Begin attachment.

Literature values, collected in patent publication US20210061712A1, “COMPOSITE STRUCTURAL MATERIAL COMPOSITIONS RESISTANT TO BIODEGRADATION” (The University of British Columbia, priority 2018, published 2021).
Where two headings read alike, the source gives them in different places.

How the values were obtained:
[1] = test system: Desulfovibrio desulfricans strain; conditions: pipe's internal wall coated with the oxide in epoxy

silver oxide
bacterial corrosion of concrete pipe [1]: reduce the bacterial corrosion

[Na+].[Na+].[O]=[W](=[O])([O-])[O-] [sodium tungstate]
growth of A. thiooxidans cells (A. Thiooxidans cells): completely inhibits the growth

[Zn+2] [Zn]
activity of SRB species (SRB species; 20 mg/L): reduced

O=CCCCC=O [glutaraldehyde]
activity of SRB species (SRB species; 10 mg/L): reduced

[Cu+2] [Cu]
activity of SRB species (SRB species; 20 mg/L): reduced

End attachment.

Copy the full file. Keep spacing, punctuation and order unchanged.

Literature values, collected in patent publication US20210061712A1, “COMPOSITE STRUCTURAL MATERIAL COMPOSITIONS RESISTANT TO BIODEGRADATION” (The University of British Columbia, priority 2018, published 2021).
Where two headings read alike, the source gives them in different places.

How the values were obtained:
[1] = test system: Desulfovibrio desulfricans strain; conditions: pipe's internal wall coated with the oxide in epoxy

silver oxide
bacterial corrosion of concrete pipe [1]: reduce the bacterial corrosion

[Na+].[Na+].[O]=[W](=[O])([O-])[O-] [sodium tungstate]
growth of A. thiooxidans cells (A. Thiooxidans cells): completely inhibits the growth

[Zn+2] [Zn]
activity of SRB species (SRB species; 20 mg/L): reduced

O=CCCCC=O [glutaraldehyde]
activity of SRB species (SRB species; 10 mg/L): reduced

[Cu+2] [Cu]
activity of SRB species (SRB species; 20 mg/L): reduced